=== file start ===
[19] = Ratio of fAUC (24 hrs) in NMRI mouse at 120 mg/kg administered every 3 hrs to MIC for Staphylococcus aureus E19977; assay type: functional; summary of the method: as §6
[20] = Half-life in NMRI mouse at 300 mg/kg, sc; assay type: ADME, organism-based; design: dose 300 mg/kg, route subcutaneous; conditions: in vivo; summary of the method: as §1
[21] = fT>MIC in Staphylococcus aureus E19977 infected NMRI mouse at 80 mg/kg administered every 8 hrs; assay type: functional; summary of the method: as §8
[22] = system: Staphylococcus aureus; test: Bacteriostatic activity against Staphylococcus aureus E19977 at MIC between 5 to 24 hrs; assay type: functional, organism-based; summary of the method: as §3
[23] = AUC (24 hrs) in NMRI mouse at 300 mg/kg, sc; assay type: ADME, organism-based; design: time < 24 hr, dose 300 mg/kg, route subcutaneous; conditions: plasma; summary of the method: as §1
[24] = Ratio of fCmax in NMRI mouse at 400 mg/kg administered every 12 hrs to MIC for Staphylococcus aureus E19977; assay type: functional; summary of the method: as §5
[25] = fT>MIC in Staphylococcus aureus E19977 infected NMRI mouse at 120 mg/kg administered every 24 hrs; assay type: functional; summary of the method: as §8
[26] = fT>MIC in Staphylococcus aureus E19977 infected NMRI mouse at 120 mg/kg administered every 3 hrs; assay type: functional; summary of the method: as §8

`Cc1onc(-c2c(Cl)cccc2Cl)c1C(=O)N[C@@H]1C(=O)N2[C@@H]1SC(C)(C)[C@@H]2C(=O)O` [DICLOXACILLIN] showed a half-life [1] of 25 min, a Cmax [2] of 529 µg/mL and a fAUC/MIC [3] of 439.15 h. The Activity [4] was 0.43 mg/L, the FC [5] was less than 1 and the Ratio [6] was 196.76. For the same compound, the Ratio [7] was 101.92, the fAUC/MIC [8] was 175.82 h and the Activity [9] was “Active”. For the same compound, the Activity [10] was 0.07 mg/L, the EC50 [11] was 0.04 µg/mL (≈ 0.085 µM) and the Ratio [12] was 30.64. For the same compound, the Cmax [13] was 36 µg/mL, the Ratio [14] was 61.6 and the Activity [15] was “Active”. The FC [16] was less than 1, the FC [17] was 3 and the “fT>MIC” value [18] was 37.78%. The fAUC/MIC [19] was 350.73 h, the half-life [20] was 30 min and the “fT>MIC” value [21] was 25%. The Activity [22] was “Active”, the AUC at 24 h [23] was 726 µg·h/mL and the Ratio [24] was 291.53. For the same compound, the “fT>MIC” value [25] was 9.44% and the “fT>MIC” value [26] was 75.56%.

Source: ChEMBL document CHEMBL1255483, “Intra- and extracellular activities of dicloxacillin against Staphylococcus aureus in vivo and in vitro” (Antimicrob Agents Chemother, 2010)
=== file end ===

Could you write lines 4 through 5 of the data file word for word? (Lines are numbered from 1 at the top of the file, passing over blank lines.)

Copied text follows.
[22] = system: Staphylococcus aureus; test: Bacteriostatic activity against Staphylococcus aureus E19977 at MIC between 5 to 24 hrs; assay type: functional, organism-based; summary of the method: as §3
[23] = AUC (24 hrs) in NMRI mouse at 300 mg/kg, sc; assay type: ADME, organism-based; design: time < 24 hr, dose 300 mg/kg, route subcutaneous; conditions: plasma; summary of the method: as §1